Image: Photograph of Kazushi Hano during a rugby match.

Truly appreciative of support from workmates

What kind of team is your regular team, the NTT Communications Shining Arcs?
The team is characterized by youth. There are many young players, and there is an intensity among them to build up the team themselves, which makes it especially enjoyable for me. Making adjustments when the team is not playing effectively takes some time and effort due to players’ general lack of experience, but the team also has veterans such as Makoto Mayahara (retired at the end of the 2015-2016 season), who was still an active team member at age 40, so everyone learns a lot every day.
What kind of work do you do in your regular workplace?
My main duties are procuring parts and management. Because there are times when I cannot attend work due to rugby commitments such as camps and tours, basically I am responsible for tasks that can be completed in one day. During the rugby season, I spend the morning in the office and the afternoon training. I also go into work on the days after matches.

There are many people at work who are rugby fans, and on the days after the team loses a match I sometimes get teased with, “Hey, how come you lost?!” (Laughs) But the realization that everyone is watching gets me even more fired-up for matches. Although striking a balance between rugby and work can be physically difficult at times, I am truly happy and appreciative that I have a place to work and people to work with, and that those people are so supportive.
Image: Photograph of a smiling Kazushi Hano dressed in a suit.

Specialty dish is yakiudon!

What do you do on your days off?
I go to the movies or go shopping; if I’m tired, I’ll rest at home—the same as the average person. However, I am careful to not travel very far from home. After a match I am physically tired and my immune strength is probably lowered, and so I prioritize resting and recovering. I am also careful about my diet, so I am particular about nutritional balance when I’m cooking for myself. My specialty is yakiudon (fried udon noodles)! I add lots of vegetables and also meat, of course.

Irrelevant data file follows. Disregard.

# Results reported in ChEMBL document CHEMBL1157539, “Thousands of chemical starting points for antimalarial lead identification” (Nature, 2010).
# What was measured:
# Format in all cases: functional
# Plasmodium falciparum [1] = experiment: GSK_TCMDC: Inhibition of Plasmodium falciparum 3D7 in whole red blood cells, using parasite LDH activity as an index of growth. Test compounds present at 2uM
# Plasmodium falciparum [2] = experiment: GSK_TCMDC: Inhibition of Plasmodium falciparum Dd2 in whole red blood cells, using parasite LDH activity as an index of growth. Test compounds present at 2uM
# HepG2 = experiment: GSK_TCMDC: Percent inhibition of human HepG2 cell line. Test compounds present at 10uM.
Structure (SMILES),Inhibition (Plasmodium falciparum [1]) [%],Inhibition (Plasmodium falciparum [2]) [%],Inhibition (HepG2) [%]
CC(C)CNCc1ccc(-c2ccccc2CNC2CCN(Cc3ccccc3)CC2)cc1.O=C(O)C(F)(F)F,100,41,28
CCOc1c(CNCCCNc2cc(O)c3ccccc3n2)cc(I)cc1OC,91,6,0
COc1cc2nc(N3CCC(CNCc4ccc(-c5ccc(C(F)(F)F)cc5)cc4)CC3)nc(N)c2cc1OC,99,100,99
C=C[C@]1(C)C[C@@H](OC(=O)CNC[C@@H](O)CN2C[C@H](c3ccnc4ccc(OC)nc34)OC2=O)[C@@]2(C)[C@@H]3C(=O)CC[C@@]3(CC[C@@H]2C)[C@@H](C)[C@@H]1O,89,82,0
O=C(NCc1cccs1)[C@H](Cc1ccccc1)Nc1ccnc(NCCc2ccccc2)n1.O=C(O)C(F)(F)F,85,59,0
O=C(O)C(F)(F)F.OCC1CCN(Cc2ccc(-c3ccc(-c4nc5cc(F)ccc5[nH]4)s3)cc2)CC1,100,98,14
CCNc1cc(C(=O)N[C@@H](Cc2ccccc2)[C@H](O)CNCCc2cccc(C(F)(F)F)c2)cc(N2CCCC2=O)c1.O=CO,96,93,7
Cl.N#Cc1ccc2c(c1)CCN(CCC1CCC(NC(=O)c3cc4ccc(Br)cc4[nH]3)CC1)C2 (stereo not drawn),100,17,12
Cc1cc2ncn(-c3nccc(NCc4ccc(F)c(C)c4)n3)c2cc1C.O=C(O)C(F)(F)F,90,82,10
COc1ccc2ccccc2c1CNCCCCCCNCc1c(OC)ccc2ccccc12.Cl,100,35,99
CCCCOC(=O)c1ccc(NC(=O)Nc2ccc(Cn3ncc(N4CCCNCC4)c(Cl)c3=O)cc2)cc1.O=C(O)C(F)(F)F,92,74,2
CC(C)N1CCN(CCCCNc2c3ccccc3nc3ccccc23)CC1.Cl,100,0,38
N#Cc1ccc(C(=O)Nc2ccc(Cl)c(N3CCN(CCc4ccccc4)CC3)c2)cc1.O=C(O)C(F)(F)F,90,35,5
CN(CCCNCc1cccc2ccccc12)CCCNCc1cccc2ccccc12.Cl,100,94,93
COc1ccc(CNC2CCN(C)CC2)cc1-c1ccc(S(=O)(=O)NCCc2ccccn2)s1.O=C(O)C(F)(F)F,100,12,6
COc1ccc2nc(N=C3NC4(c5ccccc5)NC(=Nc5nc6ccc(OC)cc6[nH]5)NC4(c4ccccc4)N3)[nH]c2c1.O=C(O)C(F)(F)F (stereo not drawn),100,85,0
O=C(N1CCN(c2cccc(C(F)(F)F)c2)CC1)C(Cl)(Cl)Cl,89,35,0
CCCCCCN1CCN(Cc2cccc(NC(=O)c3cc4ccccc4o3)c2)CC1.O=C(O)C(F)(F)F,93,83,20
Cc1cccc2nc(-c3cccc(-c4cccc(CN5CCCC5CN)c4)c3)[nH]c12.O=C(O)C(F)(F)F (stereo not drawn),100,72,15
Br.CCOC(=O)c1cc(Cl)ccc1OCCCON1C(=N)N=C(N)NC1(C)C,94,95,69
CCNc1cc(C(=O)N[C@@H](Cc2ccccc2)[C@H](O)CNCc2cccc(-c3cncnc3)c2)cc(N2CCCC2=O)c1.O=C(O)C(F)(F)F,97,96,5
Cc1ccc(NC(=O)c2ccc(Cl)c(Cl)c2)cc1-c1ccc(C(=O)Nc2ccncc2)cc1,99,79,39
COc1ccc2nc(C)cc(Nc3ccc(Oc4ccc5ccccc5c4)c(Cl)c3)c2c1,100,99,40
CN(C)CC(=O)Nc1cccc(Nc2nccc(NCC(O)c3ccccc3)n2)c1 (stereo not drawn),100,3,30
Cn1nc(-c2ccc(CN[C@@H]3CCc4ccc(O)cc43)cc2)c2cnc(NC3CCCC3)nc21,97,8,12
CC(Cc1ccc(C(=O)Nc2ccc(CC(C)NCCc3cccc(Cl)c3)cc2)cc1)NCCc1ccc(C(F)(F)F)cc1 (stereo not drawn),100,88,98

You have a large physique. Do you eat a lot (to maintain your physique)?
I eat more than the average person. However, there are many rugby players who eat more than I do. When you have a large physique, it’s convenient to be able to reach up high, but the seats on public transport feel narrow. (Laughs) When traveling by airplane on tour, it’s too cramped to have two forwards sitting together, so we arrange the seating so that forwards and backs sit side-by-side. I usually end up sitting next to a player weighing more than 100 kg, so I just shrug my shoulders. (Laughs)
Image: Photograph of Kazushi Hano holding a football.

Kazushi HANO in 2020

You’re aiming to be part of the Japanese team, of course?
Having the world’s top players come together in Japan to compete will, I think, be an extremely precious opportunity. The last time the Olympics were held in Tokyo, in 1964, I wasn’t even born yet. There’s sure to be an amazing festival mood, and I feel truly proud to have the opportunity to participate as a rugby player. The Olympics will be an excellent chance to popularize rugby sevens, and so if it is possible for me to participate, I want to give my best performance.
Image: Facial photograph of Kazushi Hano.
NTT Communications
Kazushi HANO
Represented Japan in 15-a-side rugby as an U20, Japan A, and Junior Japan team member; in rugby sevens, has been a Japanese national representative, Student Japan representative, Rugby All Japan team member, and U24 Japan representative